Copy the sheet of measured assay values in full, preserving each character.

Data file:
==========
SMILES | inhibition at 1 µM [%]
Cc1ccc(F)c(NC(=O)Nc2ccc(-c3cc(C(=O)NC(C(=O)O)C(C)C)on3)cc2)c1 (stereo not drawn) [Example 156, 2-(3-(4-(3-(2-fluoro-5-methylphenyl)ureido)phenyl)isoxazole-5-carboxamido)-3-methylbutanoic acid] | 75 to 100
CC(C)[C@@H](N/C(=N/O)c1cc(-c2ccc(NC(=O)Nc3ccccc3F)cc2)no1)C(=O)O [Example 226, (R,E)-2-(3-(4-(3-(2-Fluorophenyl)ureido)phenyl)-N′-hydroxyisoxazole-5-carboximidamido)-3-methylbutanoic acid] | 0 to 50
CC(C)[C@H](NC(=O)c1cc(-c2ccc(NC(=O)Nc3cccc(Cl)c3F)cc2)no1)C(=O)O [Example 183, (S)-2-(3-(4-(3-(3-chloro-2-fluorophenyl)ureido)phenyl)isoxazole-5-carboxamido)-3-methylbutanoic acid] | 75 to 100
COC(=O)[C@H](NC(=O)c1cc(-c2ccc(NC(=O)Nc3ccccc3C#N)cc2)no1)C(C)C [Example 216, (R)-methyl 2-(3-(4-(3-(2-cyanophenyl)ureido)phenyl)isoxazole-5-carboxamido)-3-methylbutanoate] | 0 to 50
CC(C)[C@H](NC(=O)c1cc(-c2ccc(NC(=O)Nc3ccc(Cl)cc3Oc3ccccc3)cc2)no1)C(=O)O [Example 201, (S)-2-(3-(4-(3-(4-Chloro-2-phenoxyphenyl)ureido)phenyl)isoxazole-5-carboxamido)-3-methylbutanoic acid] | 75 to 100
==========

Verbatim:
SMILES | inhibition at 1 µM [%]
Cc1ccc(F)c(NC(=O)Nc2ccc(-c3cc(C(=O)NC(C(=O)O)C(C)C)on3)cc2)c1 (stereo not drawn) [Example 156, 2-(3-(4-(3-(2-fluoro-5-methylphenyl)ureido)phenyl)isoxazole-5-carboxamido)-3-methylbutanoic acid] | 75 to 100
CC(C)[C@@H](N/C(=N/O)c1cc(-c2ccc(NC(=O)Nc3ccccc3F)cc2)no1)C(=O)O [Example 226, (R,E)-2-(3-(4-(3-(2-Fluorophenyl)ureido)phenyl)-N′-hydroxyisoxazole-5-carboximidamido)-3-methylbutanoic acid] | 0 to 50
CC(C)[C@H](NC(=O)c1cc(-c2ccc(NC(=O)Nc3cccc(Cl)c3F)cc2)no1)C(=O)O [Example 183, (S)-2-(3-(4-(3-(3-chloro-2-fluorophenyl)ureido)phenyl)isoxazole-5-carboxamido)-3-methylbutanoic acid] | 75 to 100
COC(=O)[C@H](NC(=O)c1cc(-c2ccc(NC(=O)Nc3ccccc3C#N)cc2)no1)C(C)C [Example 216, (R)-methyl 2-(3-(4-(3-(2-cyanophenyl)ureido)phenyl)isoxazole-5-carboxamido)-3-methylbutanoate] | 0 to 50
CC(C)[C@H](NC(=O)c1cc(-c2ccc(NC(=O)Nc3ccc(Cl)cc3Oc3ccccc3)cc2)no1)C(=O)O [Example 201, (S)-2-(3-(4-(3-(4-Chloro-2-phenoxyphenyl)ureido)phenyl)isoxazole-5-carboxamido)-3-methylbutanoic acid] | 75 to 100